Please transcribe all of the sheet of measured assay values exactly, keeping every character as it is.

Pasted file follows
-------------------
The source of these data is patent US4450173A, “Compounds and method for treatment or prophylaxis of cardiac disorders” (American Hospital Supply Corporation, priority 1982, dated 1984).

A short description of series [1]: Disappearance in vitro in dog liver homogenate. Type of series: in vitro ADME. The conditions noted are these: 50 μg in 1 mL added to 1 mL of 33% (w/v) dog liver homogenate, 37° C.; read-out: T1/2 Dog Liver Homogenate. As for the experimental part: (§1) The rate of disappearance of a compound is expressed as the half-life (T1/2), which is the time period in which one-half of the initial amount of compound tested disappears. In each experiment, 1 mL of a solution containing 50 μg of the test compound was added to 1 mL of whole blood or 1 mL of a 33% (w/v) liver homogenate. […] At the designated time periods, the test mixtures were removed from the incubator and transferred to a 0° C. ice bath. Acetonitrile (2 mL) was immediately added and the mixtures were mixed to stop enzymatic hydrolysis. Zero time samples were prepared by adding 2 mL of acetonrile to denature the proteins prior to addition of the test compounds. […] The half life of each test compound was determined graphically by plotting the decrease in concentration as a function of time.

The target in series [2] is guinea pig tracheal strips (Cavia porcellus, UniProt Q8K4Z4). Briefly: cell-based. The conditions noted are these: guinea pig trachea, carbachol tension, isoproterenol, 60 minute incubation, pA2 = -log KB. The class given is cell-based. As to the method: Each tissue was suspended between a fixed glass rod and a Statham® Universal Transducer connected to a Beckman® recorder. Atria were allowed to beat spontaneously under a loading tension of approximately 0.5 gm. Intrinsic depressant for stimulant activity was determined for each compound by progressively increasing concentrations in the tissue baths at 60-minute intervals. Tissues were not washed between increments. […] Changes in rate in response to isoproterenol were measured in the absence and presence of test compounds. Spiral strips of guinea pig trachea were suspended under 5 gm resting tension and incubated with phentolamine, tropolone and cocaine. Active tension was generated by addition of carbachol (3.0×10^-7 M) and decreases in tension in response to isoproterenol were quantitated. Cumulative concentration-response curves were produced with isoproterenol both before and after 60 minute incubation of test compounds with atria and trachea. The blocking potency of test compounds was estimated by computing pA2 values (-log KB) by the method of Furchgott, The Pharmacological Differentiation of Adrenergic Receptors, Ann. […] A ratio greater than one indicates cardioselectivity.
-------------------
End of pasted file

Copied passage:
The source of these data is patent US4450173A, “Compounds and method for treatment or prophylaxis of cardiac disorders” (American Hospital Supply Corporation, priority 1982, dated 1984).

A short description of series [1]: Disappearance in vitro in dog liver homogenate. Type of series: in vitro ADME. The conditions noted are these: 50 μg in 1 mL added to 1 mL of 33% (w/v) dog liver homogenate, 37° C.; read-out: T1/2 Dog Liver Homogenate. As for the experimental part: (§1) The rate of disappearance of a compound is expressed as the half-life (T1/2), which is the time period in which one-half of the initial amount of compound tested disappears. In each experiment, 1 mL of a solution containing 50 μg of the test compound was added to 1 mL of whole blood or 1 mL of a 33% (w/v) liver homogenate. […] At the designated time periods, the test mixtures were removed from the incubator and transferred to a 0° C. ice bath. Acetonitrile (2 mL) was immediately added and the mixtures were mixed to stop enzymatic hydrolysis. Zero time samples were prepared by adding 2 mL of acetonrile to denature the proteins prior to addition of the test compounds. […] The half life of each test compound was determined graphically by plotting the decrease in concentration as a function of time.

The target in series [2] is guinea pig tracheal strips (Cavia porcellus, UniProt Q8K4Z4). Briefly: cell-based. The conditions noted are these: guinea pig trachea, carbachol tension, isoproterenol, 60 minute incubation, pA2 = -log KB. The class given is cell-based. As to the method: Each tissue was suspended between a fixed glass rod and a Statham® Universal Transducer connected to a Beckman® recorder. Atria were allowed to beat spontaneously under a loading tension of approximately 0.5 gm. Intrinsic depressant for stimulant activity was determined for each compound by progressively increasing concentrations in the tissue baths at 60-minute intervals. Tissues were not washed between increments. […] Changes in rate in response to isoproterenol were measured in the absence and presence of test compounds. Spiral strips of guinea pig trachea were suspended under 5 gm resting tension and incubated with phentolamine, tropolone and cocaine. Active tension was generated by addition of carbachol (3.0×10^-7 M) and decreases in tension in response to isoproterenol were quantitated. Cumulative concentration-response curves were produced with isoproterenol both before and after 60 minute incubation of test compounds with atria and trachea. The blocking potency of test compounds was estimated by computing pA2 values (-log KB) by the method of Furchgott, The Pharmacological Differentiation of Adrenergic Receptors, Ann. […] A ratio greater than one indicates cardioselectivity.